Time of the Gypsies, 1989

Emir Kusturica’s Time of the Gypsies is a curious, visually hypnotic film: a lyrical glimpse into an exotic, obscure culture, a tragedy of lost innocence, a reaffirmation of love and family. At the center of the story is a young man named Perhan (Davor Dujmovic) who lives in a Gypsy ghetto with his grandmother (Ljubica Adzovic), uncle (Husnija Hasimovic), and his crippled sister Danira (Elvira Sali). Their means of income revolve around his grandmother’s faith healing abilities and the occasional sale of limestone to the villagers. Perhan also possesses a divine power, telekinesis, a talent that has proven to have little application in his austere life. His one source of comfort is his beloved Azra (Sinolicka Trpkova), but his repeated marriage proposals are invariably rejected by her mother, who believes that his poverty makes him an unsuitable husband. One day, his grandmother saves the life of a little boy, the son of a charismatic criminal named Ahmed (Bora Todorovic). In gratitude, Ahmed agrees to take Danira to a hospital in Ljubljana during an upcoming ‘business’ trip to Italy with his brothers, and to pay for all her incurred medical expenses. Perhan decides to accompany the apprehensive Danira to the hospital, leaving his grandmother and Azra behind. Along the way, indications of Ahmed’s illicit activities begin to surface, as children and young women, sold into servitude by their families (or sometimes, kidnapped), crowd into the van to join them on the trip. Unable to stay with Danira at the hospital, Perhan is forced to leave her behind and travels with Ahmed to Italy. Smuggled alongside Ahmed’s syndicate “family”, Perhan is seduced into a life of crime.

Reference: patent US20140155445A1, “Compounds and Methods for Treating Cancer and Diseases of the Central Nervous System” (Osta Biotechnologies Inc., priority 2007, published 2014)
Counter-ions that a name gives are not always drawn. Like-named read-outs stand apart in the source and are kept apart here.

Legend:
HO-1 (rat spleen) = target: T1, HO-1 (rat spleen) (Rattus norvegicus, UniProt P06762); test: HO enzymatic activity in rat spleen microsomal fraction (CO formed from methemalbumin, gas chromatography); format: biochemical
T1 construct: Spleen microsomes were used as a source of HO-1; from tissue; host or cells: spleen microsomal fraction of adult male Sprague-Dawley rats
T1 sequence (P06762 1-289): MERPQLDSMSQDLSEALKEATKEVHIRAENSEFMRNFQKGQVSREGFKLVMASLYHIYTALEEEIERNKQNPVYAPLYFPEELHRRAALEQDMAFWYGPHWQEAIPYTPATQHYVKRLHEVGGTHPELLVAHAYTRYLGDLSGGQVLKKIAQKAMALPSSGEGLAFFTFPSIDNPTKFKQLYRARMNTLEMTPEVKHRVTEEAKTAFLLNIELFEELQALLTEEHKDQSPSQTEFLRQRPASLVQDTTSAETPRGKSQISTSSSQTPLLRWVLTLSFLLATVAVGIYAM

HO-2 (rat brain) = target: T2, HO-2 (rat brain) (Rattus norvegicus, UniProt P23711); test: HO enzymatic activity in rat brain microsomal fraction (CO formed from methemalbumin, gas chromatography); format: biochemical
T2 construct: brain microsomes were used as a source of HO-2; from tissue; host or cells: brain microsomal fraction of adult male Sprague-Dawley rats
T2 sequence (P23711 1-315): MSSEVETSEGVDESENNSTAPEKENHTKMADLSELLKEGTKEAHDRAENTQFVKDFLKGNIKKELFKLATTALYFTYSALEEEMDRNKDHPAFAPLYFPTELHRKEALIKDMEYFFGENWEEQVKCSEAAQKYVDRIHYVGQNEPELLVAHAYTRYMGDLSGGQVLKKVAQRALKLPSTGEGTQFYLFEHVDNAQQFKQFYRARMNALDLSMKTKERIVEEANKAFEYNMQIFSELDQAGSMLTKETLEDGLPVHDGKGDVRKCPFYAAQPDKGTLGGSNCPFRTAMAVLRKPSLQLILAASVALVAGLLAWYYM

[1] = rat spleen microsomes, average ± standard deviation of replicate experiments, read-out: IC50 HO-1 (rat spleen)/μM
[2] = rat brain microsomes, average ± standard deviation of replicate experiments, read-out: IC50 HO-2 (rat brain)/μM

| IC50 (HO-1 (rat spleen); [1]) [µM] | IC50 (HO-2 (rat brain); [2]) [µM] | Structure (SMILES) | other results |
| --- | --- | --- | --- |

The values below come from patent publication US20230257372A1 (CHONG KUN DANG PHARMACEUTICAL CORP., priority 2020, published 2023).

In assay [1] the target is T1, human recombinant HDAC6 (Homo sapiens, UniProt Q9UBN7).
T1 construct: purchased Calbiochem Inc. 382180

Kusturica creates an ethereal, supernatural atmosphere in Time of the Gypsies, reflecting the mysticism and nomadic existence of the Yugoslavian gypsies: the Roma. The mesmerizing tracking of the opening sequence seamlessly weaves from a beggar claiming mental illness, to Perhan’s uncle praying to a non-denomination god while gambling on the streets, and sets the transient, transcendental tone of the film. The camerawork of the oven scene, as Perhan explains the limestone production process to Azra while loading firewood, is innovative: muffling his voice, as if teleported through the chimney, briefly reappearing at the top of the stack, then returning to the ground with the the final product. Levitation sequences further contribute an element of surreality to the film: the St. George’s Day festivities, Perhan’s pet turkey, his telekinetic powers, the birth of a child. The result is an eccentric fusion of comedy and tragedy, realism and fantasy; in essence, an inextinguishable celebration of life in the direst of circumstances. Time of the Gypsies is a privileged glimpse into the soul of a discarded race – of joy and mourning, of transgression and human decency – a compassionate portrait of marginalized people, not unlike ourselves.

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